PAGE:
Industry: Education- Post Secondary
Location: Cambridge, Mass.
2008 Rank: 34
Highlights of 2008 Winning Strategies
The Harvard University Retirees Association provides retirees ongoing intellectual growth, social interaction, and service to the university. After 15 years of service, Harvard employees receive the following additional benefits: eligibility to take one Harvard course free of charge, 12 half-price admission vouchers to Loeb Theatre performances, free membership in the Harvard Faculty Club, and free membership at the athletic facilities. Thirty percent of Harvard’s employees are age 50+, and the average tenure of employees age 50+ is 15.8 years.
Additional Policies and Practices:
Recruiting: Harvard uses placement agencies for older job-seekers to target mature workers and retirees. In addition, the university works with Operation A.B.L.E., which provides training and job-placement assistance to workers age 45+. Harvard also reaches out to veterans by meeting with local veterans’ representatives at local and state employment agencies.
Workplace Culture/Continued Opportunities: To its full- and part-time employees, Harvard offers the following learning and development programs: tuition reimbursement, in-house classroom training, online training, and certification classes. Tuition reimbursement is offered to employees working at least 17 hours per week. During the past 12 months, 27 percent of Harvard employees participated in at least one of the training opportunities.
The university also encourages and often pays for employee participation in conferences, seminars, and workshops outside of the university.
Harvard celebrates long-service anniversaries with announcements, parties, and awards.
Responding to employee requests, the following benefits and improvements have been implemented: executive coaching available for senior leaders; improving internal communication by having a designated point person; developing new approach for performance management for senior leaders; periodically providing current state analysis of external pay competitiveness, and expanding Harvard Heroes (the employee-recognition program).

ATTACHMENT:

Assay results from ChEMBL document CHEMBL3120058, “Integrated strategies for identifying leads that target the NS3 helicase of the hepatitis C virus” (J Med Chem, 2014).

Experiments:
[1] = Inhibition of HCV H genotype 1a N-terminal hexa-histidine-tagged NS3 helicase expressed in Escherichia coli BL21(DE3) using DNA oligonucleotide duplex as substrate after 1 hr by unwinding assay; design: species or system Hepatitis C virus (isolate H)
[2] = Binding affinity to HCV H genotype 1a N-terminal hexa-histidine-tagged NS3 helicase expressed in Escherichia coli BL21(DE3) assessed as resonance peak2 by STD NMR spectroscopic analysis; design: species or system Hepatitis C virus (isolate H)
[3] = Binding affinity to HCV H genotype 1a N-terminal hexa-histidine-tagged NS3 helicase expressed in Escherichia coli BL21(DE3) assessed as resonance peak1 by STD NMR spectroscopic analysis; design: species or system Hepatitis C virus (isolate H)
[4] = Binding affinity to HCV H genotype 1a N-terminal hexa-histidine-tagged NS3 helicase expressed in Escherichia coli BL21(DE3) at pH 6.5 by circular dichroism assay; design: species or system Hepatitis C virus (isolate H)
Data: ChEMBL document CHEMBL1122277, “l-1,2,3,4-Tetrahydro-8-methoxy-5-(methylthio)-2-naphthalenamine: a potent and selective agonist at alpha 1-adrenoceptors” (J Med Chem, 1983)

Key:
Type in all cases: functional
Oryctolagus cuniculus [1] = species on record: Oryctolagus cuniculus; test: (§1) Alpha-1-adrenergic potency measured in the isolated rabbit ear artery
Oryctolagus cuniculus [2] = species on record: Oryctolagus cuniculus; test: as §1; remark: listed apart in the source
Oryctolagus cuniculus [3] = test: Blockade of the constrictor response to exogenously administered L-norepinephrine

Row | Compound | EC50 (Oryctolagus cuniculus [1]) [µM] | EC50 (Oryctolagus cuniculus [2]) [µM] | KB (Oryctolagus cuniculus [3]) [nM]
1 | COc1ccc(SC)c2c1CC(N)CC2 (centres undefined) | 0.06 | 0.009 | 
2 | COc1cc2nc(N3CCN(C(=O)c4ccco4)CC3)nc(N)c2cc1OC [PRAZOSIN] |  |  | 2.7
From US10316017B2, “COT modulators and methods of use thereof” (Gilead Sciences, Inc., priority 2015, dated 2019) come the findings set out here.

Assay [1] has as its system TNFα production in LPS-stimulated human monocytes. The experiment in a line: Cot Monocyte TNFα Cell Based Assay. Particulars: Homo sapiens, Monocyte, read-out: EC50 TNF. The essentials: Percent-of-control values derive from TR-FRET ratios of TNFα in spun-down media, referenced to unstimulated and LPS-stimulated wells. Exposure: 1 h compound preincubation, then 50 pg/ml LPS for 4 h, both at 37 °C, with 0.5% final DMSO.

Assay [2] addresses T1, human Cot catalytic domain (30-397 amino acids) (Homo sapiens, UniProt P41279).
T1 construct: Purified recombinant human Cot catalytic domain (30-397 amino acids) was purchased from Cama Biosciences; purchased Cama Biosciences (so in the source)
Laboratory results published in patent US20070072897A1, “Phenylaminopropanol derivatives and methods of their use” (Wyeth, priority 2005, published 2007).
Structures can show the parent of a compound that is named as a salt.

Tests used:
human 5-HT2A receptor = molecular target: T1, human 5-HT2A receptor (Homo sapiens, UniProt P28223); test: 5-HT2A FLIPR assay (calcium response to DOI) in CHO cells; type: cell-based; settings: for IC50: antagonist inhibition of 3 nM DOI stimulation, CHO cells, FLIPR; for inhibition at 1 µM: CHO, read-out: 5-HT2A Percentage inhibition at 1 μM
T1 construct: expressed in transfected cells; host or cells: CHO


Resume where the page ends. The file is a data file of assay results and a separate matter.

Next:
Employees develop new skills by working on temporary assignments in other departments and on team projects. Harvard provides ergonomic and physical redesign of workstations, such as making monitor adjustments to allow natural light without creating computer glare. The university also provides equipment, such as adjustable chairs, larger computer monitors, and ergonomic keyboards.
Benefits/Health: Full- and part-time employees working at least 17 hours a week receive individual and family medical coverage, individual and family prescription-drug coverage, individual and family dental insurance, individual and family long-term care insurance, and short- and long-term disability.
Health benefits for retirees under 65 and 65+ include individual and spousal medical and drug coverage, individual and spousal dental coverage, individual and spousal long-term care insurance, employee-assistance services, and individual and spousal life insurance or other death-benefit coverage. New hires are eligible for all these benefits upon retirement.
Harvard offers employees flexible spending accounts to help cover out-of-pocket health care costs. In addition, lower-paid employees benefit from a co-pay reimbursement plan (the university pays these expenses after a deductible is met).
Benefits/Financial: Harvard offers a 403(b) plan and a cash-balance plan to its full- and part-time employees. Employees may invest in lifecycle funds, and those age 50+ can make catch-up contributions. Employees receive financial planning information from the firm that administers their 403(b) plan and from external experts not associated with the 403(b) plan.